SYNOPSIS: For his first mission, James Bond confronts the all-powerful private banker of international terrorism, Le Chiffre. Bond must beat him in a high-risk poker game at Casino Royale to complete his ruin and dismantle the biggest criminal network. The very beautiful Vesper, attached to the Treasury, accompanies him to ensure that Agent 007 takes care of the money of the British government, which serves as his bet, but nothing will go as planned. As Bond and Vesper struggle to escape the assassination attempts on Le Cipher and his men, other feelings arise between them that will only make them more vulnerable...
A New 007
Taking a step back from the camp excesses of Die Another Day to provide us with a version of Bond, who was a thriller rather than an action comedy, the twenty-first instalment in the series offered something close to a "back to basics" concept. However, the producers followed Moonraker with For Your Eyes Only; low-key entries are arguably not the same as low-key entries following over-the-top instalments. For example, later films pretended to follow the same continuity with various allusions to Bond's marriage from On Her Majesty's Secret Service. However, Casino Royale attempted to start over entirely, with a new actor playing a James Bond who had just been appointed as a 00-agent.
Since the movies had already recovered from the kitsch of the Roger Moore era without a similarly extreme makeover, I'm not so sure that a total relaunch was required. I must say that the action isn't as audacious as it could seem. Even though Tarantino's own ramblings it was never discussed, the idea that he directed a Casino Royale adaptation with Pierce Brosnan sounds much more daring.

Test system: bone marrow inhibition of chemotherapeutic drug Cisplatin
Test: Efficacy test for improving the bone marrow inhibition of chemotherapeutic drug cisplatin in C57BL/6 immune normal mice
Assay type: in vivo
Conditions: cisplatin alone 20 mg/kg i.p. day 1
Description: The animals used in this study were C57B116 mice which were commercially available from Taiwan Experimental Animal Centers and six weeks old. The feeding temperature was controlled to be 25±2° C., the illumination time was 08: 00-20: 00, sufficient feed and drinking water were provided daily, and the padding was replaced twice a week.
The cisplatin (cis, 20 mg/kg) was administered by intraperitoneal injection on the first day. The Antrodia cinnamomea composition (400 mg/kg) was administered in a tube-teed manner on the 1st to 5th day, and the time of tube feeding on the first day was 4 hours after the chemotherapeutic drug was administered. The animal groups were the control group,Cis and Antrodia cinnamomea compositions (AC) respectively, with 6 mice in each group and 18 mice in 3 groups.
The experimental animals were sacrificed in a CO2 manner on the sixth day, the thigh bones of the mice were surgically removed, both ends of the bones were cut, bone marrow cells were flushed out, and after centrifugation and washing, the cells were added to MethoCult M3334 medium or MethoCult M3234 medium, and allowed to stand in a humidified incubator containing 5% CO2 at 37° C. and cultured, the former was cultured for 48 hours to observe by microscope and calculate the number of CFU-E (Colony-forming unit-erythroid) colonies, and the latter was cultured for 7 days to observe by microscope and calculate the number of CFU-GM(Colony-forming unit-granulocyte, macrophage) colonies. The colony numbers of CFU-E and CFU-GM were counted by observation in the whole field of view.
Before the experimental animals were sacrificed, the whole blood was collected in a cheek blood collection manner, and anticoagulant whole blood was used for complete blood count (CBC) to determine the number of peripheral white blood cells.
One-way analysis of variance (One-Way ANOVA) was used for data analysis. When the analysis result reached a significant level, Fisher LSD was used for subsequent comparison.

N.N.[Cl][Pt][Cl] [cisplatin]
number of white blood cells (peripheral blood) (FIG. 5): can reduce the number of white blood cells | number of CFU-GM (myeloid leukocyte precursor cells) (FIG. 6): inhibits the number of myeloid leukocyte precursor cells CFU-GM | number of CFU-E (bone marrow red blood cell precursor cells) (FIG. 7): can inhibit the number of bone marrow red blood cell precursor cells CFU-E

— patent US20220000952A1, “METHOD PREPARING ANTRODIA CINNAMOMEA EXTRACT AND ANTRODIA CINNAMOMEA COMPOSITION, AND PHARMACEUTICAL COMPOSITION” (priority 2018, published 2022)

Returning to Martin Campbell as the director puts Bond back in capable hands. Campbell is well-known for directing GoldenEye, possibly my favourite Bond film. He had experience handling a character's first start and gave the movies a more complex and reflective aspect. In the three movies after his debut as Bond, successful directors wasted the personal touch that Campbell had given the role by going back to the formula of flair over substance, which had rendered the character laughable during Moore's tenure.
Therefore, it should come as no surprise that the most significant parts of Casino Royale revolve around Bond. Given that, from the moment he appears on screen, we know he's new to this, and he has a lot to discover before he's the character we know he must become—Bond Craig does, however, have a stronger starting position than any of his predecessors. To celebrate becoming a secret agent, this Bond, a "blunt instrument," chooses to blow up an embassy. His character arc has already been established; we can determine his trajectory because the audience knows where he is right now and where he needs to be. In contrast to some of his earlier forms, which occasionally served as story devices, this makes him seem more like a character.